So much furious debate on immigration has yielded so few actual solutions in our Congress since I married my husband. Amor and Exile gives a thorough account of efforts like these and the history leading up to them, as well as other ideas for future relief. Some bills were more openly anti-immigrant than others. But finally, in 2013, we had hope with the comprehensive immigration bills, SB 744 and HR 15, which would grant relief to millions of hard-working undocumented immigrants. The American Families United Act, HR 3431 (now with several bipartisan co-sponsors), would help families like mine. Both bills would provide an opportunity for my husband to apply for a waiver immediately rather than continuing to wait.
But the frequent rise and fall of these bids leaves our families hanging on for dear life on this roller coaster ride on which our very futures depend. We hope and pray for legislative relief every day. Now, the long-term failure of Congress to act may finally compel you, Mr. President, to do something of your own accord. You tried for many years to prove you were “tough on immigration,” and you have received criticism for record-high deportation levels.
I knew you were doing this to try and provide the right conditions for Congress to move a comprehensive reform bill forward. But in the end, all that hard bipartisan work to pass a bill has been taken hostage by the radical Right. So I applaud you, Mr. President, for wanting to do something about the immigration impasse. It’s the right thing to do, especially in a nation of immigrants.
But here’s my fear: when that executive action is revealed, the one you have been deliberating for quite some time now, it will leave families like mine—like hundreds of thousands of others—out in the cold. I’m also afraid that after executive action goes into effect, backlash in Congress could make it even harder to pass bills that would provide relief to families like mine. If we can’t get relief from either executive action or these bills, our hard-working American families, who exemplify cherished American family values so much that we’re willing to risk life and liberty for our kin, will be left to languish in limbo, and left out of the opportunity to “get right” with the laws and live under one roof together today, in America, without fear.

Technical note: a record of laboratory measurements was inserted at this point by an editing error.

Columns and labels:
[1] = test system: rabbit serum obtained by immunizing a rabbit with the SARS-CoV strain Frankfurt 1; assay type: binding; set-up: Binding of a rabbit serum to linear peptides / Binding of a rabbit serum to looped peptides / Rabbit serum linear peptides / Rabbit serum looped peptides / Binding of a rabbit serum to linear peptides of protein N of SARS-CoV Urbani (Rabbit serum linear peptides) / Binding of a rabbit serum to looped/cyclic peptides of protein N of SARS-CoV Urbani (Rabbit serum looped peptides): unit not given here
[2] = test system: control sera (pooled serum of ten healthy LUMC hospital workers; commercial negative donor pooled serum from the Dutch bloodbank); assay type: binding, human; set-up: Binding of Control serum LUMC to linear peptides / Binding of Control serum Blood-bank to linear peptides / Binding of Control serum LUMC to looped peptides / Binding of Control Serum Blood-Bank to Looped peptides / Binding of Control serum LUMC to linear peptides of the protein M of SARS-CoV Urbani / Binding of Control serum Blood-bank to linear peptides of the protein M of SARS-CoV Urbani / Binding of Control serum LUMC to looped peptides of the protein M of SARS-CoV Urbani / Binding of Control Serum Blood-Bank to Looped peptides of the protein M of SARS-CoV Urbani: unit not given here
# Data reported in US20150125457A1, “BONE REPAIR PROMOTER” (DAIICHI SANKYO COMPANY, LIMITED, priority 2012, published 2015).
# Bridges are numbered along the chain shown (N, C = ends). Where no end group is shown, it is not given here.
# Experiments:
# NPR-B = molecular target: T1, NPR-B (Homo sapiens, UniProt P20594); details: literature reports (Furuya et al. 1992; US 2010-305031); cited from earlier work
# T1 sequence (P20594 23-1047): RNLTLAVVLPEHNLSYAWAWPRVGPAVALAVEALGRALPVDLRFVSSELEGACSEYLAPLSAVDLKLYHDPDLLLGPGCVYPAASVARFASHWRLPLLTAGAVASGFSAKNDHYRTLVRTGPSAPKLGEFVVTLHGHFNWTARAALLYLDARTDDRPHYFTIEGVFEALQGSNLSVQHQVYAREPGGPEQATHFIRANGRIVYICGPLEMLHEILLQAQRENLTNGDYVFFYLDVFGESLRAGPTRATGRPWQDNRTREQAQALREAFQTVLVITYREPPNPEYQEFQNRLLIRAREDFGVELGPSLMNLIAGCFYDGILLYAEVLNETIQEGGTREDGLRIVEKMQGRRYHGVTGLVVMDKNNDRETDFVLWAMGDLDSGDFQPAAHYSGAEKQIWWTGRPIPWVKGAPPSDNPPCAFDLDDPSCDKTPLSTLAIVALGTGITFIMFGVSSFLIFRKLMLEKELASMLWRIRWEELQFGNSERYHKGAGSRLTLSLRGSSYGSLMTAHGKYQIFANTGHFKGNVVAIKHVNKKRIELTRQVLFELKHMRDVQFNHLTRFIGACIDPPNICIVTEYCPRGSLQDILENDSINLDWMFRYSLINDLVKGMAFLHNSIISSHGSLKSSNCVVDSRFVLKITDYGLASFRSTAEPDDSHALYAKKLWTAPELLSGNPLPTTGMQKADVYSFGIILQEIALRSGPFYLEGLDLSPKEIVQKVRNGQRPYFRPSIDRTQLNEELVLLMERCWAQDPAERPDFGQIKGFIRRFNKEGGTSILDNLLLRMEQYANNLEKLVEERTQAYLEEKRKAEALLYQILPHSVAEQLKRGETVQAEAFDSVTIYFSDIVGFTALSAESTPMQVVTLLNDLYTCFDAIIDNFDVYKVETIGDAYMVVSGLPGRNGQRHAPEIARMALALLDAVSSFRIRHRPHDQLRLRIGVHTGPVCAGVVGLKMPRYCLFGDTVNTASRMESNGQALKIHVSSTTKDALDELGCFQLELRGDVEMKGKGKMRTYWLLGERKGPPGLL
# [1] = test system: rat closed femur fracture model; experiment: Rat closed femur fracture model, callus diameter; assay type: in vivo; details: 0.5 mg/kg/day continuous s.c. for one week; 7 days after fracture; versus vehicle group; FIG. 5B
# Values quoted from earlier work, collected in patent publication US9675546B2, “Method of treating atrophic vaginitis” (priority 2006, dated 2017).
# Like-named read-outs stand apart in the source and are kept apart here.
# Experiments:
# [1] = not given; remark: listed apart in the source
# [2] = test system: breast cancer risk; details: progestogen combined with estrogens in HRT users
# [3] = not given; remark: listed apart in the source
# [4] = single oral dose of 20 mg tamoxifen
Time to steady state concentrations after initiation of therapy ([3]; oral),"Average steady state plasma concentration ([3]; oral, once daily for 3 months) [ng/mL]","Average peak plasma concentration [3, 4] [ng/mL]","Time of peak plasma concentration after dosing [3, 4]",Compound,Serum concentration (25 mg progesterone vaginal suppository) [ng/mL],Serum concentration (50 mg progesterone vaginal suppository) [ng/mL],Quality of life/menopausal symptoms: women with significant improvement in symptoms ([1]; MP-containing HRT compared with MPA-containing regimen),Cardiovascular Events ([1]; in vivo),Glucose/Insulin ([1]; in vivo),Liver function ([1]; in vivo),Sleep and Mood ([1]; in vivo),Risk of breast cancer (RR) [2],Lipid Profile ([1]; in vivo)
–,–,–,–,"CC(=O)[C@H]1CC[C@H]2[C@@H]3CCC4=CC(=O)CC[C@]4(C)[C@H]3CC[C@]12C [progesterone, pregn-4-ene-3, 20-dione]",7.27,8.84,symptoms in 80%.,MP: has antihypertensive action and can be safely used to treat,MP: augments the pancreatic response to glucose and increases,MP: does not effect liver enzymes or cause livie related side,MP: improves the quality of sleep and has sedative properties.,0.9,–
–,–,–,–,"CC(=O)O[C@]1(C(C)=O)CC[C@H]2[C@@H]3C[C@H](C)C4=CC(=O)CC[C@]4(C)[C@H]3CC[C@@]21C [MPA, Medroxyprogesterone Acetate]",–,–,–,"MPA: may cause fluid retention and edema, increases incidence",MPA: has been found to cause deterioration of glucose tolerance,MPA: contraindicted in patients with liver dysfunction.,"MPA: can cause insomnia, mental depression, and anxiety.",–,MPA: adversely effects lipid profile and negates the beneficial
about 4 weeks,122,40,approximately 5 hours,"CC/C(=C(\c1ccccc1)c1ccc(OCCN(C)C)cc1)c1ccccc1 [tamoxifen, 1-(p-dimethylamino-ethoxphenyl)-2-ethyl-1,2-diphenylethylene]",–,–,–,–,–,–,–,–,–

I support the multitude of rationales to include millions of de facto Americans who contribute to our society on a daily basis with humane executive action. My family must be included in this reform as well. My spouse should be able to seek citizenship alongside me, as our daughter has, with all the attendant privileges citizenship confers, without the cruel and unusual punishment of a ten-year waiting period abroad with no guaranteed outcome. I should have the autonomy to decide where I will live with my family. As an American citizen, I should not have to choose between my husband and living in the U.S. My great-grandparents did not have to make that choice. Nor should hundreds of thousands of my counterparts have to choose between their family and their country.
President Obama, restore my faith that you kindled in your inaugural address last year, when you said, “Our journey is not complete, until we find a better way to welcome the striving, hopeful immigrants who still see America as a land of opportunity; until bright young students and engineers are enlisted in our workforce rather than expelled from our country.” Be as creative as possible and use the full extent of your powers to take the lead in finding a way to include my my family—my husband—hundreds of thousands of our American families—in that vision, and in any executive action you take on immigration, so we do not have to make the decision between family and country anymore.
Nicole R. Salgado
California Voting District 18
and the UndersignedAmber Henderson, Georgia, District 4 Rebecca Amirah Barragan, Texas, District 15 Jane McGroarty Sampaio, Massachusets, District 9 Meggan Macchado, Massachusets, District 9 Charlcie Cubas, Wisconsin, District 7 Krystal Loverin, Oregon, District 2 Linda Cedillos, Virginia, District 4 Shayna Elizabeth Diaz, California, District 4 Emily Bonderer Cruz, Texas, District 16 Rob Woodall, Georgia, District 7 Amy Koenig Da Silva, Massachusets, District 9 Shannon Ledezma, Texas, District 23 Israel Sanchez, California, District 53 Susan A. Davis, California, District 53 Elizabeth Sommo, Texas, District 15 Hannah Hoover, Texas, District 14 Kimberly Griffith, North Carolina, District 15 Angela Hernandez, Minnesota, District 4 Kamie Timms, North Carolina, District 10 Elizabeth Huerta, Texas, District 16 Laurie Hernandez, South Carolina, District 1 Madina Salaty, Kansas, District 2 Sylvia Malagon, North Carolina, District 4 Amelia da Silva, New York, District 23 Lucindia Dawn Torres, Oklahoma, District 1 Amanda Cameron, Colorado, District 1 Valeriano Serradilha, Georgia, District 6 Crystal Costella Mendez, Pennsylvania, District 8 Peggy Soto, Indiana, District 9 Sany Figueiredo, Georgia, District 7 Laura Lopez, Wisconsin, District 8 Maria Ferreira, Pennsylvania, District 13 Edgar Falcon, Texas, District 16 Allyson Batista, Pennsylvania, District 1 Kim Repp, Virginia, District 3 Raquel Warsing, Pennsylvania, District 3 Lana Janelle Heath Martinez, Virginia, District 7 Curt Clawson, Florida, District 19 Dawn Naveja, Illinois, District 5 Pamela Deligiannis Monroy, Virginia, District 7 Shirah Cahill, New York, District 22 Diana Cahill, New York, District 25 Moshe Cahill, New York, District 25 Ilana Stevenson, New York, District 25 Sonia Estrada, Oregon, District 5 Heather Ruark, Georgia, District 5 Joanna Eros, Pennsylvania, District 16 William Ruark, Virginia, District 7 Dana Cawthorn Bautista, Florida, District 19